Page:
Japanese Kei Car Battling Against High Taxes And Falling Sales

The much-loved Japanese kei car is facing an uphill battle on the back of high taxes for the compact cars.

Short for Kei Jidoasha (light cars), keis have been a staple in Japan’s thriving automotive sector ever since World War II but their popularity is diminishing on the back of government taxes on petrol and sales.

The National reports that a kei-car tax of 50 per cent was introduced in 2014 when the industry reached its annual peak of 2.27 million units. In 2016, sales plummeted to 1.72 million.

Despite the government’s efforts to promote more fuel-efficient vehicles, millions of Japanese remain devoted to kei cars, as do many of the nation’s leading automakers. In fact, many still believe the kei car will continue to play an important part in Japan’s car industry.

“They won’t disappear from the landscape,” said Nissan’s domestic vehicle market vice president Asako Hoshino.

According to Hoshino, kei cars could actually thrive in the years to come thanks to recent downsizing trends in Japan.

“Twenty years ago, cars were a symbol of success, but that is not necessarily the case today. The trend now is to reduce the size,” he said.

Current restrictions on kei cars force them to use motors smaller than 660 cc and to be less than 1.48 meters wide. They may look strange but on average, they’re $6,000 USD cheaper than a conventional car.

PHOTO GALLERY

  • Craig

    Could it look more like a MINI?

  • brn

    High taxes? My understanding is that their tax rate has been brought in-line with non-Kei cars.

    Kei cars may be battling high taxes, but so are the other cars.

    • Infinite1

      That is correct

  • Krisnadi Imam

    why dont they just make it available for the rest of the world to buy??? they are awesome small cars, made with a very high quality standard, with long list of standard equipment, options, thats before taking account boatload of aftermarket parts. Besides, the internals are mostly shared amongst its make and models. its shouldnt be that hard.

    • Ilbirs

      Maybe not in this shape, but something derived from it, like widening more or less 12 cm (4.7 in) to accomodate a fifth occupant at least for short trips and putting a 1.0 l engine instead of the 0.66 one. Considering the proposed widening and the advances in highly flexible platforms, maybe a same base could give birth to something that fits the kei regulations but also a wider model that is similar in general specs and has a more global appeal. Keep all the packaging solutions that make these cars extremely spacious for such tiny footprint but apply them to this wider proposal and this would even convince a lot of people that are buying bloated models not because they want but because it’s what the market has to sell. Maybe a wave in favor of more rationally sized cars could be created when people realize that something derived from the kei cars does the same a bloated car does (including overall performance) without all the bloating that difficults driving in traffic jams, finding a parking spot, changing lanes in narrow streets, making an U-turn with a single maneuver and many other consequences of having cars that are too big for their categories.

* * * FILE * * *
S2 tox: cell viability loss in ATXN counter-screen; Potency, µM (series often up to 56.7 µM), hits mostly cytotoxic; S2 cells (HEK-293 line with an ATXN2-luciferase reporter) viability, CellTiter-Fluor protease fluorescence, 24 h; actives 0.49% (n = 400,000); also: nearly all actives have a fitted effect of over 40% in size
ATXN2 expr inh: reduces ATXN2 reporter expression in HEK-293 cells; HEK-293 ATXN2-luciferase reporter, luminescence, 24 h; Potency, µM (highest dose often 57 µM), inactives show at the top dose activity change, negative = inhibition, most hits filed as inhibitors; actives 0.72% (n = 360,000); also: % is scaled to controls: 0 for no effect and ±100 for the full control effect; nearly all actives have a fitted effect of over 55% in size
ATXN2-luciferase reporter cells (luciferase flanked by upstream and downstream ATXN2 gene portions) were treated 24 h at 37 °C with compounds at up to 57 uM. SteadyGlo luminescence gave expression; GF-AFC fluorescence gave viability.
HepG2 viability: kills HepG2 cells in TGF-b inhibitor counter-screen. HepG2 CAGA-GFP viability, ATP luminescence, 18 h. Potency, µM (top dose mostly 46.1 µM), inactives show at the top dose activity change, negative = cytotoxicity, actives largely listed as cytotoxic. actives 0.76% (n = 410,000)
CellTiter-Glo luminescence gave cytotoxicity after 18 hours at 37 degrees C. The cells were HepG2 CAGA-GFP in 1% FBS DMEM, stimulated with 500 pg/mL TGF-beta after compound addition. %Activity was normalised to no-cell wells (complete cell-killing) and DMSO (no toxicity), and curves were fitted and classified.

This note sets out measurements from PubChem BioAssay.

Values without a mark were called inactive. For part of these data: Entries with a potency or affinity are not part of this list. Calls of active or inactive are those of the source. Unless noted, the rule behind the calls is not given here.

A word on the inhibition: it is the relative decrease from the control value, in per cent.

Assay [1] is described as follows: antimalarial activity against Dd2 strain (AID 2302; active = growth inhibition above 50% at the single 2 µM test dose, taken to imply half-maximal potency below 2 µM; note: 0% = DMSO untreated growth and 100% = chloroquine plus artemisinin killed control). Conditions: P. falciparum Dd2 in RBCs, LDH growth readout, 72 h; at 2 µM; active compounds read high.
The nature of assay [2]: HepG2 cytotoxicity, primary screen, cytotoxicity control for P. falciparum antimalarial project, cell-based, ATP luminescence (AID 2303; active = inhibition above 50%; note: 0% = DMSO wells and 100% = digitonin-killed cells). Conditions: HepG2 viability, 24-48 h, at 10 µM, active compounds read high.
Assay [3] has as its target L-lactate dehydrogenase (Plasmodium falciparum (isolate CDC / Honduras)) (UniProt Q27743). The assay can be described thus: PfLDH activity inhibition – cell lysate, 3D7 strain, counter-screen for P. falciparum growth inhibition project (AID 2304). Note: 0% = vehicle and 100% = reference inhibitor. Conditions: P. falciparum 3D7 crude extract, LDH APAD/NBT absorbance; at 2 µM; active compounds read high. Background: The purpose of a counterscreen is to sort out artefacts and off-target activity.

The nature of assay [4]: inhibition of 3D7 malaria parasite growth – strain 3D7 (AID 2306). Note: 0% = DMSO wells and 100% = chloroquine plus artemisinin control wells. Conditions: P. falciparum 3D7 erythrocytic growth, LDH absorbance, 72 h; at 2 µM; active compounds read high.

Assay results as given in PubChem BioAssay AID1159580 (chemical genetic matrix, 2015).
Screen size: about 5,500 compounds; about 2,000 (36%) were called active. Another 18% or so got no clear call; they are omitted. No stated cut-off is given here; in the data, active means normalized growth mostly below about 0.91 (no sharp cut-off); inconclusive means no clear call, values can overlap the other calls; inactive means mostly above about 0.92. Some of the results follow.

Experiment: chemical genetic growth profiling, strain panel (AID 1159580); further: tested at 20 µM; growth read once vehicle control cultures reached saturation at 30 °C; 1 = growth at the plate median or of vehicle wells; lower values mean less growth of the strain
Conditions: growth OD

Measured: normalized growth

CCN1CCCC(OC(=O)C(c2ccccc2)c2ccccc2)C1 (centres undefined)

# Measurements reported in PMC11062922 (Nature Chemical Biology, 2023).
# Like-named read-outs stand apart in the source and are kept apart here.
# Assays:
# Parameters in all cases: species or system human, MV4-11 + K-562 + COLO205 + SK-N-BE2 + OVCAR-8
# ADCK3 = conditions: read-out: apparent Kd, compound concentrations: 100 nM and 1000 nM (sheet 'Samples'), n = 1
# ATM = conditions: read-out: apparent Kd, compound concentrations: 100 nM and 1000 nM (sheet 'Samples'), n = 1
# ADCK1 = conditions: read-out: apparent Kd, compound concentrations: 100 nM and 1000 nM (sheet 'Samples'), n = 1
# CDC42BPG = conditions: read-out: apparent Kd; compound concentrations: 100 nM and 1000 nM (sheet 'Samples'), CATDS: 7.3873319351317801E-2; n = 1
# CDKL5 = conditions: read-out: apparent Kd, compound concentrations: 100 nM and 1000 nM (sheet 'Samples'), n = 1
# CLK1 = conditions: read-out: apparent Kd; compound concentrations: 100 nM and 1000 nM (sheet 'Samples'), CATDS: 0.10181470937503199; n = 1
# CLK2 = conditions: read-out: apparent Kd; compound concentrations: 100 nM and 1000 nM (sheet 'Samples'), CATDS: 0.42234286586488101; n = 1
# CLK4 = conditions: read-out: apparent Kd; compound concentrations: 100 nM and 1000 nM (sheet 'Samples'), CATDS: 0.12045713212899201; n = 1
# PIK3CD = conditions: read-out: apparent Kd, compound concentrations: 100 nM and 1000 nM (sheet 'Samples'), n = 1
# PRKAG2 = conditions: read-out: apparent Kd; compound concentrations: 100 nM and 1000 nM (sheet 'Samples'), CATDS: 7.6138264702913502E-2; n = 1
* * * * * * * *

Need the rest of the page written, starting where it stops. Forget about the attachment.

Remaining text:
• supermanuel

        A fundamental element of the Kei Car class is that they are less than 1.48m wide and 3.4m long. They can’t be wider or longer than that. If it is wider or longer then it doesn’t fit the Kei Car regulations and would be an ‘ordinary’ car.

  • Trackhacker

    I wish they were available in Canada! I have a Honda Fit which is great….but that Kei goodness is so tempting and cool 😀

  • Obsequious Lickspittle

    https://uploads.disquscdn.com/images/fe134a5c167ccf2a79ef802ee9bf8e22dc4ec264705f7dd3e869ba52fbae71f1.jpg

    Best current Kei car. I had a Suzuki Cappuccino once and would love this as its spiritual successor (take note Suzuki).

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